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Originally, fish referred to any animal that spent its life in the water – for example, cuttlefish, starfish, and jellyfish. Today, fish usually refers to a group of animals with gills throughout their life, a backbone (or vertebra), and limbs in the shape of fins. Fish are the oldest and largest group of vertebrates in the animal kingdom, and scientists believe that all terrestrial vertebrates–amphibians, reptiles, birds, and mammals–evolved from fish to live on the land. According to the fossil record, fish have been around for over 500 million years! Interestingly, some of these animals later returned to the ocean to become today’s sea-turtles, whales, dolphins, and sea snakes. Fish are the most diverse and species-rich group of vertebrates; there are more fish species (around 32,000) than mammal, reptile, amphibian, and bird species combined. From the very small cyprinid fish of Indonesia which reaches a maximum length of 1/3 inch (10mm), to the large whale shark which reaches lengths of 40 feet (12 m), the tremendous fish diversity on our planet comes from having such a long time to diversify and the fact that they live in a great variety of habitats.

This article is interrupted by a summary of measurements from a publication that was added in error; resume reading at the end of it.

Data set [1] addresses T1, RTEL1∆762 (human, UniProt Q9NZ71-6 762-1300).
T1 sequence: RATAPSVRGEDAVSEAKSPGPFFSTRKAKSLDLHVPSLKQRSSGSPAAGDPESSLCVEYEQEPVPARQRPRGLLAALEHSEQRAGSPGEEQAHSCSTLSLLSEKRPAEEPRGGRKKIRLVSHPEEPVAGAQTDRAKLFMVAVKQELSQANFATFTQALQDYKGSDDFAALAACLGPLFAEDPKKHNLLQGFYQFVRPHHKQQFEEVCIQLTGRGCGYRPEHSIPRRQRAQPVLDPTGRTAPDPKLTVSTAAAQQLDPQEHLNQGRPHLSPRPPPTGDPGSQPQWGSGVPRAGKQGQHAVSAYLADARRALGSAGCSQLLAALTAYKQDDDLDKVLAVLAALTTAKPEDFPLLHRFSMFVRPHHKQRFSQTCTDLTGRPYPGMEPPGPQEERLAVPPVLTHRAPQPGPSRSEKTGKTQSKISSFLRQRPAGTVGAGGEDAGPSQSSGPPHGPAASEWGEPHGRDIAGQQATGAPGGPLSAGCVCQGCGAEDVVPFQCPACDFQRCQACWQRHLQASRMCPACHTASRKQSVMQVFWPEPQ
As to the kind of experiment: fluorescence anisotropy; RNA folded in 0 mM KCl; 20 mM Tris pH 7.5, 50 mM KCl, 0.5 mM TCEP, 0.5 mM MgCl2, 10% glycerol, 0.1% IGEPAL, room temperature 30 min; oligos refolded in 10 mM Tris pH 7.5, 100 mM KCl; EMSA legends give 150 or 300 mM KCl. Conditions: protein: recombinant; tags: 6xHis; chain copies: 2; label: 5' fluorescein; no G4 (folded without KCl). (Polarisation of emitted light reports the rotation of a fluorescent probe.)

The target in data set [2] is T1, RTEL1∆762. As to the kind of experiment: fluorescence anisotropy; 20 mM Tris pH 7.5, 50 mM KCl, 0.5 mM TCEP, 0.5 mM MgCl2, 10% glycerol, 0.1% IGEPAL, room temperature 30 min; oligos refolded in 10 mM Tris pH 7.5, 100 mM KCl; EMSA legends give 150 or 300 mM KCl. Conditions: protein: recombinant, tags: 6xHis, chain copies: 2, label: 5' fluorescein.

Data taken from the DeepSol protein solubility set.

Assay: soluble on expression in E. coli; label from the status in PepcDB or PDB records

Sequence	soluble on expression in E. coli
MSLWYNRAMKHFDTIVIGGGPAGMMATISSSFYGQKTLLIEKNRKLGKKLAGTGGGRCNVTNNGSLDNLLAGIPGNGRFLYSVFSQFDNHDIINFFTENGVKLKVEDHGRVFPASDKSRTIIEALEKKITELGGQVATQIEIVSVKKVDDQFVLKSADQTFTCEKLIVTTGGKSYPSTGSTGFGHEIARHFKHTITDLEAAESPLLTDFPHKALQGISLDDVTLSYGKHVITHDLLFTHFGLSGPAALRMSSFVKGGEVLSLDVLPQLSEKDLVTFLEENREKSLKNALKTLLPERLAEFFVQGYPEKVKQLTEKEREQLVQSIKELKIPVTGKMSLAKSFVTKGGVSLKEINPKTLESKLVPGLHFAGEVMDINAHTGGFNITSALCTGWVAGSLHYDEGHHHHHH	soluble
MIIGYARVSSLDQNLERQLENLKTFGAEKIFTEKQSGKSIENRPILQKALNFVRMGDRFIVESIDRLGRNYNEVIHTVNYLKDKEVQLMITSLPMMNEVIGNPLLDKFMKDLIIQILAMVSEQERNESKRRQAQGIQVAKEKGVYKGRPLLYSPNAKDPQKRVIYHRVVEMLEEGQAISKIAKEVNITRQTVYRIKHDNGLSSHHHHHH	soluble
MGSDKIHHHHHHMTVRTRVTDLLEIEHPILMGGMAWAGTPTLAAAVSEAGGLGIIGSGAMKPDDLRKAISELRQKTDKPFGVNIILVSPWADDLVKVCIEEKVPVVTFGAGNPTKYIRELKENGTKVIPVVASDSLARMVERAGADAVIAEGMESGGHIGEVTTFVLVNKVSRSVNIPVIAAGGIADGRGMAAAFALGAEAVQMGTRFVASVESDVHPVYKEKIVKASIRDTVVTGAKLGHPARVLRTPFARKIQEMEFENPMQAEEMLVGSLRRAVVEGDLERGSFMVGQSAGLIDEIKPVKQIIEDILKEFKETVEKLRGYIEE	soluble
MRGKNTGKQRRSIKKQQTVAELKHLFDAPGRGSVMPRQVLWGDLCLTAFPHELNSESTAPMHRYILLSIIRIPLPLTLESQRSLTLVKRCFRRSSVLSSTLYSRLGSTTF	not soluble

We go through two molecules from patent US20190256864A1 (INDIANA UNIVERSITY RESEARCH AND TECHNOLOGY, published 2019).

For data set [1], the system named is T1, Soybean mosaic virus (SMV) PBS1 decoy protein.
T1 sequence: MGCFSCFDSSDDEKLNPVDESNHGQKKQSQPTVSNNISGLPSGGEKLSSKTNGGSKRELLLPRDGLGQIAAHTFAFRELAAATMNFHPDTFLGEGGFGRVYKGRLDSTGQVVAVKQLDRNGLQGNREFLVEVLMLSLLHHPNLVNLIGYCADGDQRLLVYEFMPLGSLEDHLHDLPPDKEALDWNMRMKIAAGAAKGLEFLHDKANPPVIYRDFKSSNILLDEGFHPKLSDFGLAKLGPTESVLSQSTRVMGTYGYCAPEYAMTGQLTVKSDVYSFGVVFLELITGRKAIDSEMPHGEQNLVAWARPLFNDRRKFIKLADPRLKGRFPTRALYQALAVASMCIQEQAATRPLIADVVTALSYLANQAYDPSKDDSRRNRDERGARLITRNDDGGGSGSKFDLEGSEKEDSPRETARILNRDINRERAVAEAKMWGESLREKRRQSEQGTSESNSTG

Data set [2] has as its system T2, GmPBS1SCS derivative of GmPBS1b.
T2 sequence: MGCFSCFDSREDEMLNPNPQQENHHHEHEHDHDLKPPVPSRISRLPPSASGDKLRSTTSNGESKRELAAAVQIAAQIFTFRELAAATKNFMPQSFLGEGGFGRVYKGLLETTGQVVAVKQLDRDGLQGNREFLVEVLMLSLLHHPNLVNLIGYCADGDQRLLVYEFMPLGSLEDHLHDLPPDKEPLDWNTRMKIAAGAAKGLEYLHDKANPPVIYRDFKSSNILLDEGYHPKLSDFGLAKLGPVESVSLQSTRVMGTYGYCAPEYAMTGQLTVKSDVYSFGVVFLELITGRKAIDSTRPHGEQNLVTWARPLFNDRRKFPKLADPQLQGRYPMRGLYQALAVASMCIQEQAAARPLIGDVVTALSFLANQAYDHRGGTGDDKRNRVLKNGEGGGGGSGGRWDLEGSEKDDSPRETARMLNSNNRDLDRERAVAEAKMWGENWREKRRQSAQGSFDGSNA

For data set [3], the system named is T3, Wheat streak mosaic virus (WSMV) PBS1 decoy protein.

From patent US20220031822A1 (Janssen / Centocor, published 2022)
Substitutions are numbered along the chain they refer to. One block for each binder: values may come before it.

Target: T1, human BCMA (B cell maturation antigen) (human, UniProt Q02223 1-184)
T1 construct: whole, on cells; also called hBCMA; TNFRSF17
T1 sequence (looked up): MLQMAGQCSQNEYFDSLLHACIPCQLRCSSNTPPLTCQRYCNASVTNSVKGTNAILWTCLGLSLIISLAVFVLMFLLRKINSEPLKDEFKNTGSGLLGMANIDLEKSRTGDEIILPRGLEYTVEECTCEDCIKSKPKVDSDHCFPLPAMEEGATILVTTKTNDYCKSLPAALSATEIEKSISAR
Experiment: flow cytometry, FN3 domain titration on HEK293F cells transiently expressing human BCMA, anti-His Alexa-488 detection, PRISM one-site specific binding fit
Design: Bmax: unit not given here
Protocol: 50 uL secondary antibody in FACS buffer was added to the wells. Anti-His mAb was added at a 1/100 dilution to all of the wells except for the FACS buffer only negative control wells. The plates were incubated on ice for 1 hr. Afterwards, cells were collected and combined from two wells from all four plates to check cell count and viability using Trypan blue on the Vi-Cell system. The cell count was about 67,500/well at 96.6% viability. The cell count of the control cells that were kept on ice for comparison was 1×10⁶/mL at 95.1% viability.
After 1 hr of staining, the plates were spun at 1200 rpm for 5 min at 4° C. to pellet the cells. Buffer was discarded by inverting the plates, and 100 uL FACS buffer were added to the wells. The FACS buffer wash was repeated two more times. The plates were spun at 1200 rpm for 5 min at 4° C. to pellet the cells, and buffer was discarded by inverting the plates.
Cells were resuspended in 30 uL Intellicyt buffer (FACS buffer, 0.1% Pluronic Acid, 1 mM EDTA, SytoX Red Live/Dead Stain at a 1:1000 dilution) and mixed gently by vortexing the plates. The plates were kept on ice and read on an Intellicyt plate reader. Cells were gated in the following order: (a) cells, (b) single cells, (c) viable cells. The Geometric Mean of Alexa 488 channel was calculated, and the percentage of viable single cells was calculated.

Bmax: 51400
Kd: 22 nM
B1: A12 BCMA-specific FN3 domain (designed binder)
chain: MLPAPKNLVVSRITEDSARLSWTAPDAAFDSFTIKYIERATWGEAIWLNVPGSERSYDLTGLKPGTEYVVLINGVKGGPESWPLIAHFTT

Living in water where sounds, chemicals, and electricity are more easily dispersed than in air, fish rely less on vision and more on hearing, taste, smell, and for some species, the sensation of electrical charges. Many fish have a special row of scales and sensors–called the lateral line–which they use to detect motion in the water. Fish are typically separated into four groups: cartilaginous fish, bony fish, jawless fish, and hagfish. Since jawless fish and hagfish are rarely seen on Hawaii’s reefs, we will focus on cartilaginous and bony fish. Cartilaginous fish, also known as Chondrichthyes, are characterized by the presence of cartilage tissue rather than bone tissue and includes sharks, skates, sawfish, rays, and chimaeras. Bony fish, also known as Osteichthyes, are characterized by the presence of bone tissue and include the majority of the fish in the world. Aside from their different skeletons, bony fish have an external flap of skin covering their gills, called an operculum, achieve neutral buoyancy using an internal swim bladder, have scales on the skin, and usually use external fertilization to reproduce. Contrastingly, cartilaginous fish have exposed gills, achieve neutral buoyancy using their lighter skeleton, more hydrodynamic exteriors, and an oily liver, have dermal denticles covering their skin, and use internal fertilization. On top of these differences are the contrasting heart, blood, jaw, and digestive structures. When referring to fish anatomy, a full set of fins includes two dorsal fins, a caudal, anal, pelvic, and pectoral fin. For more information about fish anatomy, follow this link from Manoa, University of Hawaii.